Some systems avoid net ordering, improving the performance of the design tool. Nonetheless, such design tools cannot easily incorporate electrical constraints and the like into the design. In addition, further improvements in density, via minimization, and wire length reduction are desirable. In sum, it would be advantageous to develop a routing system without net ordering problems incorporate other considerations, such as electrical constraints, into the design, and maintain high density routing solutions.
A routing system according to various aspects of the present invention comprises a computer system for generating candidate routes and analyzing them for compatibility. The routing system employs a global approach to generate several candidate routes before analyzing them for compatibility. Incompatible routes are then selectively deleted from the configuration to arrive at a fully compatible set of routes. The process reiterates to generate further compatible routes using different candidate routes and routes of different complexity. Ultimately, the process arrives at a fully compatible set of routes, or adds further layers as may be necessary to accommodate all of the nets. The process is then repeated for the new layer pair until all of the nets are routed. A post-routing procedure may also be implemented to further simplify the routing solution.
A routing system according to various aspects of the present invention initially generates routes without regard to potential conflicts with other candidates, thus avoiding net ordering problems. In addition, the designer is allowed to select the topology of the routes. Further, electrical considerations, such as crosstalk potential or timing constraints, may be incorporated into the analysis and routing system. The present routing system provides enhanced routing solutions by minimizing the number of layers, vias, and wire length, and improving overall density.
The subject matter of the invention is particularly pointed out and distinctly claimed in the concluding portion of the specification. The invention, however, both as to organization and method of operation, may best be understood by reference to the following description taken in conjunction with the claims and the accompanying drawing, in which:
FIG. 1 is an exploded view of a multi-chip module;
FIG. 2 is a flow diagram of a process for the physical design of an MCM;
FIG. 3 is flow diagram of the routing process of FIG. 2;
FIG. 4 is a flow diagram of a process for setting parameters in accordance with the process of FIG. 3;
FIG. 4A is a diagram of a layout for identifying node and obstacle locations;
FIG. 5 is a flow diagram of a first phase of generating candidate routes in accordance with the process of FIG. 3;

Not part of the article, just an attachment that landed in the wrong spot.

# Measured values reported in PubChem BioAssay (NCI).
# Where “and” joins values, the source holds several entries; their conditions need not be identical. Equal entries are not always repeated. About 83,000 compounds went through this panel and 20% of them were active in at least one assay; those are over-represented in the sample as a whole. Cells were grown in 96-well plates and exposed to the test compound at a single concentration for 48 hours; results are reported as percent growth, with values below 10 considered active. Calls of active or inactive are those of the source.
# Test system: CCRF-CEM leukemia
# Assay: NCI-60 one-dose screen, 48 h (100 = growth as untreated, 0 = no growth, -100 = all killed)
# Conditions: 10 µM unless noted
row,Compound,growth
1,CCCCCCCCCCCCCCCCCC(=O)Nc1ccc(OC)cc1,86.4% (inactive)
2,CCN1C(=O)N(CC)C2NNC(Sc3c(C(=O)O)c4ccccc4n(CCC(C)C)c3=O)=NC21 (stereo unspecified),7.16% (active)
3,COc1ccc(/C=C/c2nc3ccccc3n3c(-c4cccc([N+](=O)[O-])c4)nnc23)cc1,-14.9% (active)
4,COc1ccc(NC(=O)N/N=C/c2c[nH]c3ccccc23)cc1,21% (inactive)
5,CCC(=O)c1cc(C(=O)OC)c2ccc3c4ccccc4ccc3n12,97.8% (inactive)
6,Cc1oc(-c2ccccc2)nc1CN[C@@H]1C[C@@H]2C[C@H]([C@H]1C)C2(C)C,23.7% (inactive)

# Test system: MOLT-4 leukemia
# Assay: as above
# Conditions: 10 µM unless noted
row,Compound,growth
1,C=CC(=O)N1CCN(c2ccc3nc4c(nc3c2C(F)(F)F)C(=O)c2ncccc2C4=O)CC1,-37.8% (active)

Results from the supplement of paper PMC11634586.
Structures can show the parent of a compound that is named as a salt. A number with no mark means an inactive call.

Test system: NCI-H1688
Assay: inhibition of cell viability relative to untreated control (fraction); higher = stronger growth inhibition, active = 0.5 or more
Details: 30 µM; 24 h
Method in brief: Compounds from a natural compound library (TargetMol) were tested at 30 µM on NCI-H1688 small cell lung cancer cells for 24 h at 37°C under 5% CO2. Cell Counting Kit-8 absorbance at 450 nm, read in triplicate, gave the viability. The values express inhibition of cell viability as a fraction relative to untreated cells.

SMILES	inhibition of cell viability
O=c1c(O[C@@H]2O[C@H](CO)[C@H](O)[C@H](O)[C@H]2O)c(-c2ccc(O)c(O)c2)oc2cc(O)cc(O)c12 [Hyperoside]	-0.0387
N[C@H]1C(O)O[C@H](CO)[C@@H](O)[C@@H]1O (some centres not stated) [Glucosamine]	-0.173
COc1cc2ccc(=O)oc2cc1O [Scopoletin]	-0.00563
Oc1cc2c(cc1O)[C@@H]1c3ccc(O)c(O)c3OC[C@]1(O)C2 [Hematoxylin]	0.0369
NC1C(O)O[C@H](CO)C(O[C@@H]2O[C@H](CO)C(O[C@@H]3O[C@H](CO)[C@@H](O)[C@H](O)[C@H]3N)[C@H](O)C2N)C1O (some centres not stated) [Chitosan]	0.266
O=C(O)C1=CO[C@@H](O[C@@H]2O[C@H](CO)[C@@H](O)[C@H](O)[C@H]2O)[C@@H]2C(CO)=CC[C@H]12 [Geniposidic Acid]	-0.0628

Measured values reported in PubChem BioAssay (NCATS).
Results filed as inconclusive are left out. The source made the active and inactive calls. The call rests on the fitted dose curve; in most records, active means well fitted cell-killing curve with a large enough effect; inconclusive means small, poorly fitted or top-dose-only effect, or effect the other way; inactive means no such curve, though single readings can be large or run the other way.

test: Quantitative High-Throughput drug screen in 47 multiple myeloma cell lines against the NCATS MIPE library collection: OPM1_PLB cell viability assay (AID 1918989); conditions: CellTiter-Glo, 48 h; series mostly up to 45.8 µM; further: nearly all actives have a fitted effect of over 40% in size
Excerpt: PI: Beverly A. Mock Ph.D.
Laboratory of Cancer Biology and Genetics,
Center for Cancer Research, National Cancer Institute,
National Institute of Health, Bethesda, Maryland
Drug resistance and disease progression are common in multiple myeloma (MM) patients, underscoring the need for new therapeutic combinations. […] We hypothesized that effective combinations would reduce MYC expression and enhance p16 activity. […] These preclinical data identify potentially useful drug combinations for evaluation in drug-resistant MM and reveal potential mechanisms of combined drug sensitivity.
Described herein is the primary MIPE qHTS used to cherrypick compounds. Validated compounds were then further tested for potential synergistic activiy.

FIG. 6 is a flow diagram of a process for generating type 0 routes in accordance with the process of FIG. 5;
FIG. 7 is a diagram of a type 0 route;
FIG. 8 is a flow diagram of a process for generating type 1 routes in accordance with the process of FIG. 5;
FIG. 9 is a diagram of a type 1 route;
FIGS. 10A-B are flow diagrams of a process for generating type 2 routes in accordance with the process of FIG. 5;
FIG. 11 is a diagram of a type 2 route and an illustration of possible candidate routes;
FIG. 12 is a flow diagram of a process for building a compatibility graph in accordance with the process of FIG. 5;
FIG. 13 is a diagram representative of a compatibility graph in accordance with the process of FIG. 12;
FIG. 14 is a flow diagram of a process for reducing the compatibility graph generated in accordance with the process of FIG. 12;
FIG. 15 is a flow diagram of a process for selecting routes based on a compatibility graph reduced in accordance with the process of FIG. 14;
FIG. 16 is a flow diagram of a process for generating more complex routes in accordance with Phase II of the process represented by FIG. 3;
FIG. 17 is a diagram of a type 3 route and possible candidate routes;
FIGS. 18A-B are flow diagrams of a process for generating type 3 routes in accordance with the process of FIG. 16;
FIG. 19 is a diagram of a type 4 route and possible candidate routes;
FIGS. 20A-B are flow diagrams of a process for generating type 4 routes in accordance with the process of FIG. 16;
FIG. 21 is a diagram of a type 5 route and possible candidate routes;
FIGS. 22A-B are flow diagrams of a process for generating type 5 routes in accordance with the process of FIG. 16;
FIG. 23 is a diagram of four potential type X routes for selected source and target nodes;
FIGS. 24A-C are a flow diagram of a process for generating type X routes;
FIG. 25 is a flow diagram of a process for generating type Z routes;
FIG. 26 is a diagram of a Type Z route;
FIG. 27 is a flow diagram of a post-routing processing procedure in accordance with the process of FIG. 3;
FIGS. 28A-B are diagrams of a route before and after jog removal;
FIGS. 29A-B are diagrams of a second route before and after jog removal:
FIGS. 30A-B are diagrams of a route before and after insertion of Steiner points;